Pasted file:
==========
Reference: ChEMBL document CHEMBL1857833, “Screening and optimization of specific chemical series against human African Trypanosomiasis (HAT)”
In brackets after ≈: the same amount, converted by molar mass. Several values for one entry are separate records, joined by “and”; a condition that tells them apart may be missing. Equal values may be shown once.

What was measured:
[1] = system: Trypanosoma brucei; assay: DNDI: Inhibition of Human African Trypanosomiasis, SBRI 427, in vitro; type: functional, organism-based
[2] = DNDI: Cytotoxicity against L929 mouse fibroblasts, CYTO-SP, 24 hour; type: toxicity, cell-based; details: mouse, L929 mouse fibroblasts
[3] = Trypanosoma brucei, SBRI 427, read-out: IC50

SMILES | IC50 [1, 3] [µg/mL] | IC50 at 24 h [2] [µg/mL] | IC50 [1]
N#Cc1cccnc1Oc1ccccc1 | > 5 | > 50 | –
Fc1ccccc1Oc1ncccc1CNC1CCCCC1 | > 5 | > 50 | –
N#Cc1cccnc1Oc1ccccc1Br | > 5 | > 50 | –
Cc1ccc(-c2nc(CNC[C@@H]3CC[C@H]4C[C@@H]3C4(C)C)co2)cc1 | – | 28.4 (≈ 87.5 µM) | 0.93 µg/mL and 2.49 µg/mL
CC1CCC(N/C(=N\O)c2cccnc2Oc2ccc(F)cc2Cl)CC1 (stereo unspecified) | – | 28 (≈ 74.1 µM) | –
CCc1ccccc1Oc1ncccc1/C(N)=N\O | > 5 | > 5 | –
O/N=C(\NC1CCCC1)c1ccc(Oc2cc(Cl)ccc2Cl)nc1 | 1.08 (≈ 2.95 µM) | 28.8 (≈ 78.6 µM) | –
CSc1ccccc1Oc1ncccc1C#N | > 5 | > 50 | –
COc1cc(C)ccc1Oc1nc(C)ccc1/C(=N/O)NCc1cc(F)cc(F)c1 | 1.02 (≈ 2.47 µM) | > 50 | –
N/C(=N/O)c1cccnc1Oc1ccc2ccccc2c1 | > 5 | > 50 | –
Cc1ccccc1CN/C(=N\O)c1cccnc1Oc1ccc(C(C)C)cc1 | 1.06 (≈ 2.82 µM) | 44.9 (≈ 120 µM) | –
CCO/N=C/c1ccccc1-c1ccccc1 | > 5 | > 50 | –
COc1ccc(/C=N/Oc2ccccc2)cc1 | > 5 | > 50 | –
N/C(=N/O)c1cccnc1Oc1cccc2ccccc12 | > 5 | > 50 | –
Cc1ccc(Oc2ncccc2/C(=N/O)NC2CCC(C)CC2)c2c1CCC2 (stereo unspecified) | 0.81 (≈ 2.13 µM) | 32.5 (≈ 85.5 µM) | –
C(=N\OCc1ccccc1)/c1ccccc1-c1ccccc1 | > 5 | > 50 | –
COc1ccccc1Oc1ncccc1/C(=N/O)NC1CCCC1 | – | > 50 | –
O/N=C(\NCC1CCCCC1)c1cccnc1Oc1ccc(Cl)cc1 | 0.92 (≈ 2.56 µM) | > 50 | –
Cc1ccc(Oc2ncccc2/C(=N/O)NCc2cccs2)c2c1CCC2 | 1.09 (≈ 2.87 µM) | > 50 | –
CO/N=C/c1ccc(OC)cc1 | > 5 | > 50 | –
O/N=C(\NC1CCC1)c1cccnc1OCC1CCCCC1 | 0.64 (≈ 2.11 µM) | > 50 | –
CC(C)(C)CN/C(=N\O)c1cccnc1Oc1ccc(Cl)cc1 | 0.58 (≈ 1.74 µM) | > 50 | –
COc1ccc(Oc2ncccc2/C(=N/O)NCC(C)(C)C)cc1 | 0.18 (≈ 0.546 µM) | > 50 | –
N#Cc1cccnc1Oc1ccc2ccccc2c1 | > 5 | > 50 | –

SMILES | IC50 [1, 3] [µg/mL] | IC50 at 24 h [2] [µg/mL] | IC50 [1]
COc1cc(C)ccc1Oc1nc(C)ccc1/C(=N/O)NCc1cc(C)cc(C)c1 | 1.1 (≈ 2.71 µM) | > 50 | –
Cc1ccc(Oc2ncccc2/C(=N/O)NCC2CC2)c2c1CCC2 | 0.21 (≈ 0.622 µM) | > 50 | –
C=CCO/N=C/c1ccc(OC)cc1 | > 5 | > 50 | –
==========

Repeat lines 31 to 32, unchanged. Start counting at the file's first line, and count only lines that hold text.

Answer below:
N#Cc1cccnc1Oc1ccc2ccccc2c1 | > 5 | > 50 | –

SMILES | IC50 [1, 3] [µg/mL] | IC50 at 24 h [2] [µg/mL] | IC50 [1]